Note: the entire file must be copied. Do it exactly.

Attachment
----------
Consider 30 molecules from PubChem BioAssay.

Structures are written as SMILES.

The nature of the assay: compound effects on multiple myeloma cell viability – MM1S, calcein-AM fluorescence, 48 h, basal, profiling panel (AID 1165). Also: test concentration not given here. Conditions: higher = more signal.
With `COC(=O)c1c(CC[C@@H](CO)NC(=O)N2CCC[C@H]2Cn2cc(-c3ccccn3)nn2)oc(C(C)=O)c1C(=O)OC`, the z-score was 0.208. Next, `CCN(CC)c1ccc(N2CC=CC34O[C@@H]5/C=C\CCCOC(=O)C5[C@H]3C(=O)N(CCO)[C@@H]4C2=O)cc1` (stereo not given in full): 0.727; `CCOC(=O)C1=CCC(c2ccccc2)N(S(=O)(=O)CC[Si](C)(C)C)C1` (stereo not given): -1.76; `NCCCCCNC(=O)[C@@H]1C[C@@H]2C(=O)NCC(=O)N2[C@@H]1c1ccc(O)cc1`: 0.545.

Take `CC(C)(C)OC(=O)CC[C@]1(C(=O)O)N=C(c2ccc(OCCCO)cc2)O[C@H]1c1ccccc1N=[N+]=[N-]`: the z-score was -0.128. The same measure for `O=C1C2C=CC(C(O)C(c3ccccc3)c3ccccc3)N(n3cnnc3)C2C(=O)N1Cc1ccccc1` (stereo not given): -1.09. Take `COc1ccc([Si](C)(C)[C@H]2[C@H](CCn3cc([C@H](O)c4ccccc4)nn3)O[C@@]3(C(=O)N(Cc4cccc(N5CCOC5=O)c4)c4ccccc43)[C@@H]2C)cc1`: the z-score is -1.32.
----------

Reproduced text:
Consider 30 molecules from PubChem BioAssay.

Structures are written as SMILES.

The nature of the assay: compound effects on multiple myeloma cell viability – MM1S, calcein-AM fluorescence, 48 h, basal, profiling panel (AID 1165). Also: test concentration not given here. Conditions: higher = more signal.
With `COC(=O)c1c(CC[C@@H](CO)NC(=O)N2CCC[C@H]2Cn2cc(-c3ccccn3)nn2)oc(C(C)=O)c1C(=O)OC`, the z-score was 0.208. Next, `CCN(CC)c1ccc(N2CC=CC34O[C@@H]5/C=C\CCCOC(=O)C5[C@H]3C(=O)N(CCO)[C@@H]4C2=O)cc1` (stereo not given in full): 0.727; `CCOC(=O)C1=CCC(c2ccccc2)N(S(=O)(=O)CC[Si](C)(C)C)C1` (stereo not given): -1.76; `NCCCCCNC(=O)[C@@H]1C[C@@H]2C(=O)NCC(=O)N2[C@@H]1c1ccc(O)cc1`: 0.545.

Take `CC(C)(C)OC(=O)CC[C@]1(C(=O)O)N=C(c2ccc(OCCCO)cc2)O[C@H]1c1ccccc1N=[N+]=[N-]`: the z-score was -0.128. The same measure for `O=C1C2C=CC(C(O)C(c3ccccc3)c3ccccc3)N(n3cnnc3)C2C(=O)N1Cc1ccccc1` (stereo not given): -1.09. Take `COc1ccc([Si](C)(C)[C@H]2[C@H](CCn3cc([C@H](O)c4ccccc4)nn3)O[C@@]3(C(=O)N(Cc4cccc(N5CCOC5=O)c4)c4ccccc43)[C@@H]2C)cc1`: the z-score is -1.32.